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  • Alternate proposals - thoughts?

    Hi All,

    Going through the process of obtaining proposals from local companies that are rated highly.

    Just sent a note to all three asking that they propose to the same components - 34 340W Hanwha panels, IQ 7+ inverters. This keeps me in Tier 1 category with Gulf Power and meets my baseline of last year’s power needs.

    One had previously proposed this config, and the other two had proposed Aptos 330W and REC 385W solutions - all with Enphase IQ 7+inverters.

    I’ve got room for more panels, but more puts me into Tier 2 with higher insurance. and Gulf Power pays only 16% or so of the rate I pay them, so no real reason there, and 34 at 340W maxes me out with GP on an annual basis.

    I can’t see a reason to spend more on higher power, but would it make more sense to do end more on panels with slightly better thermal performance or better degradation percentage at End Of Life/End Of Warranty?
    Last edited by NWFPat; 03-28-2021, 10:57 PM.

  • #2
    Originally posted by NWFPat View Post
    Hi All,


    I’ve got room for more panels, but more puts me into Tier 2 with higher insurance. and Gulf Power pays only 16% or so of the rate I pay them, so no real reason there, and 34 at 340W maxes me out with GP on an annual basis.
    ......
    Is the Gulf Power limit based on panel capacity (DC) or inverter capacity (AC)?
    Did any of the proposals give you an estimate or garantee of production in kWhs for a year? You have a common denominator of the same number and same model of inverter.
    I would focus on the issue of total production in kWhs and not worry about specific panels unless the constraint by Gulf Power is based on DC capacity.
    9 kW solar. Driving EVs since 2012

    Comment


    • #3
      How much shading do you have at the proposed site ? If not much, why are you proposing to use micros ?

      Comment


      • #4
        Capacity is AC per Gulf Power, but, given my usage from last year, I need to nearly max out that Tier 1 of 10 kW, and if I build in a few percent for thermal (Florida), and degradation at end of life/warranty, I need every Watt possible.

        So, basic math is: panel output in Watts DC x number of panels x DC to AC conversion (0.85) = total Watts AC. Does the conversion factor change from system to system or is just the factor used for IQ 7+?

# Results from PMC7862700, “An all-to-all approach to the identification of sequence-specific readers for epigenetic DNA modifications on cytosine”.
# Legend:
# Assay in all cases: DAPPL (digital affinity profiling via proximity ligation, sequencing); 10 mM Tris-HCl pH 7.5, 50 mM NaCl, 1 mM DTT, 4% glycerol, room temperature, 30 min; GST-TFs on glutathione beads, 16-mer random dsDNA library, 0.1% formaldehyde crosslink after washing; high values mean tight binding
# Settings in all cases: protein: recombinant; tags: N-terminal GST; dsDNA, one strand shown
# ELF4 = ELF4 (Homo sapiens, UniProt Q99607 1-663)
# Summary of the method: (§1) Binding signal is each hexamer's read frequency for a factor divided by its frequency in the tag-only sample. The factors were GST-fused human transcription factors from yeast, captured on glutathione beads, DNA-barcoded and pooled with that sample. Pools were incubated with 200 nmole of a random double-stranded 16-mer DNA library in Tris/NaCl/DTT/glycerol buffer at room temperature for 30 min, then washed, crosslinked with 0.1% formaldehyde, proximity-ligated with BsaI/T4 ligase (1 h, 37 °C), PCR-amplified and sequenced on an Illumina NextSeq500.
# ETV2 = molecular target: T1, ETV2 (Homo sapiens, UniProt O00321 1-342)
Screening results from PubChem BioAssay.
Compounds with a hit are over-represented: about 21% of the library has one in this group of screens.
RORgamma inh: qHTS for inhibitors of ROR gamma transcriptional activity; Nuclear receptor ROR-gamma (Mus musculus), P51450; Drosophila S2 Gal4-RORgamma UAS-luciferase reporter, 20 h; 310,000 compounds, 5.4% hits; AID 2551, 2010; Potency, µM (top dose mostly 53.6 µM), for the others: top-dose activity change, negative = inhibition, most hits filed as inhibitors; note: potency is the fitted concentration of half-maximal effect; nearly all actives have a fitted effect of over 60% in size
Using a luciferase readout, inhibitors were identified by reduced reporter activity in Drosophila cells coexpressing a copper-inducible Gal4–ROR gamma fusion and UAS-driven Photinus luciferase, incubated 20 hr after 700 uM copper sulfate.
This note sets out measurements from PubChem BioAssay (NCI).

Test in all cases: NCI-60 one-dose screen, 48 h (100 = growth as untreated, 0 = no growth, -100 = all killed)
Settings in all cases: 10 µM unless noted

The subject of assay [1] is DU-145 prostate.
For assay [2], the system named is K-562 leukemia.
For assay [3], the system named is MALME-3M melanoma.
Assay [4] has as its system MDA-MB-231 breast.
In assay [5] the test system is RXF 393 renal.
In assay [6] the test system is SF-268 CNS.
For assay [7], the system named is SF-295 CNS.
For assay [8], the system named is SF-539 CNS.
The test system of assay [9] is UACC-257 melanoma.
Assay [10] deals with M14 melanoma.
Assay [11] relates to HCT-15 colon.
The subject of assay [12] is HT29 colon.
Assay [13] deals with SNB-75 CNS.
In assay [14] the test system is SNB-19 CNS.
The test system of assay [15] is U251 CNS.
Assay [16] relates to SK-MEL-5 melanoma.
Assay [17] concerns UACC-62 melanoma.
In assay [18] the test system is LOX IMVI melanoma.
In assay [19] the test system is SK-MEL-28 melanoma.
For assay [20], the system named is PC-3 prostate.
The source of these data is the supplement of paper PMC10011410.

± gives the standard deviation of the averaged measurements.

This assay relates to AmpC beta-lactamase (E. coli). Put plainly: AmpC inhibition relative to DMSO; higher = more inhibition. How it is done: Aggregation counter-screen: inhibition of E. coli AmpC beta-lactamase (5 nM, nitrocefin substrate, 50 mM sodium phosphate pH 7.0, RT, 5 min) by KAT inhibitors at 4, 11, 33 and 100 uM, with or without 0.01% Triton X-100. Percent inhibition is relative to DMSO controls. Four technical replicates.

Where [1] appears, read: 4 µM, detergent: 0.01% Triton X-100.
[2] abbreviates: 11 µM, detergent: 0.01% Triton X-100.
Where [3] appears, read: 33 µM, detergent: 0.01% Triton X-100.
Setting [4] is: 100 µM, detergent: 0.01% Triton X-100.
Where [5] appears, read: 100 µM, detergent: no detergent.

In theory, then, with my usage rate I need to get as close to 10 kW AC, so I could play with panel output to maximize?

        No shading issues now, but trees grow fast here, and a neighbor to the south does have a couple.

        Comment


        • #5
          Originally posted by NWFPat View Post
          Hi All,

          Going through the process of obtaining proposals from local companies that are rated highly.

          Just sent a note to all three asking that they propose to the same components - 34 340W Hanwha panels, IQ 7+ inverters. This keeps me in Tier 1 category with Gulf Power and meets my baseline of last year’s power needs.

          One had previously proposed this config, and the other two had proposed Aptos 330W and REC 385W solutions - all with Enphase IQ 7+inverters.

          I’ve got room for more panels, but more puts me into Tier 2 with higher insurance. and Gulf Power pays only 16% or so of the rate I pay them, so no real reason there, and 34 at 340W maxes me out with GP on an annual basis.

          I can’t see a reason to spend more on higher power, but would it make more sense to do end more on panels with slightly better thermal performance or better degradation percentage at End Of Life/End Of Warranty?
          To your last question, it depends to some degree on what, if any, other goals you have besides staying below a 10STC kW system size.
          But as long as your stuck in the microinverter box w/IQ7+'s, and depending on how much clipping is incurred with any panel to micro match, and what that clipping loss translated to in terms of the lost production billing offset, that would be something I'd be looking at.